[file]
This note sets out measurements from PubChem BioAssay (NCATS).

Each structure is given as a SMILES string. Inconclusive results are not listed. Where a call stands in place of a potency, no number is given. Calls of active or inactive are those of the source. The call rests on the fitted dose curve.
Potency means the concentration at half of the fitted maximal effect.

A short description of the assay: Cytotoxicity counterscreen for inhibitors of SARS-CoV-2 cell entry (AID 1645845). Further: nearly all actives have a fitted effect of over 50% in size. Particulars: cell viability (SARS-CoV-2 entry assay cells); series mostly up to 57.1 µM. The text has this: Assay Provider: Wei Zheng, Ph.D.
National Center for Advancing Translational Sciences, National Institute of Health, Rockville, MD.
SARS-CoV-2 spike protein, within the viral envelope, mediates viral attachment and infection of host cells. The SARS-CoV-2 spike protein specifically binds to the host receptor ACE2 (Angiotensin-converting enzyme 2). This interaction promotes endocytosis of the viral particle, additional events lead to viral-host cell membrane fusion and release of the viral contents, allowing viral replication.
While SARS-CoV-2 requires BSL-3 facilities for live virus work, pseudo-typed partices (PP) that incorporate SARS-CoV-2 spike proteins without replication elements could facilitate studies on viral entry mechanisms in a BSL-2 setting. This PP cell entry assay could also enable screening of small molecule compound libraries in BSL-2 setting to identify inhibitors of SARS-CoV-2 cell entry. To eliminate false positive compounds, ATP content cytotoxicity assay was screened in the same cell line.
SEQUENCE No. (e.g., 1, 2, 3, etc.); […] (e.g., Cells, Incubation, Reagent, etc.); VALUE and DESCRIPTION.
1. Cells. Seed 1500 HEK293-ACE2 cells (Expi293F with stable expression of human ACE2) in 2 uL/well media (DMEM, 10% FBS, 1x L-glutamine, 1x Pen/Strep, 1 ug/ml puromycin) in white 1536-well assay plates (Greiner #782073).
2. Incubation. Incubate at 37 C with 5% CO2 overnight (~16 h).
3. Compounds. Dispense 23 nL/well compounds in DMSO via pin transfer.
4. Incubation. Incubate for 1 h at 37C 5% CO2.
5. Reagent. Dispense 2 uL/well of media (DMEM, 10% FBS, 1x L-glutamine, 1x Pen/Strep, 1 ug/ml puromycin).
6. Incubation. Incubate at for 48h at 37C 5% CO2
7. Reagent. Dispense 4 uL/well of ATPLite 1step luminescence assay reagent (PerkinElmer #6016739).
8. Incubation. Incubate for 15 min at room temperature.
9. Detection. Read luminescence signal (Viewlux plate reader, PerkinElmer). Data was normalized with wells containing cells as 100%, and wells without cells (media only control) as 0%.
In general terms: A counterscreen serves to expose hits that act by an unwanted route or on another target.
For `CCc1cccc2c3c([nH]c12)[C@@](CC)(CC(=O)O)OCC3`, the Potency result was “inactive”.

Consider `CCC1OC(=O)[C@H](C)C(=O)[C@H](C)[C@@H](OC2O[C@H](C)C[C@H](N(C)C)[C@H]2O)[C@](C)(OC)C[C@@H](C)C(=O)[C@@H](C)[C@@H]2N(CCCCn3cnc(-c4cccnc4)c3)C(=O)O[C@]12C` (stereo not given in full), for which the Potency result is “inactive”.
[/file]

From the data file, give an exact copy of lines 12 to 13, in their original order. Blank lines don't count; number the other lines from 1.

4. Incubation. Incubate for 1 h at 37C 5% CO2.
5. Reagent. Dispense 2 uL/well of media (DMEM, 10% FBS, 1x L-glutamine, 1x Pen/Strep, 1 ug/ml puromycin).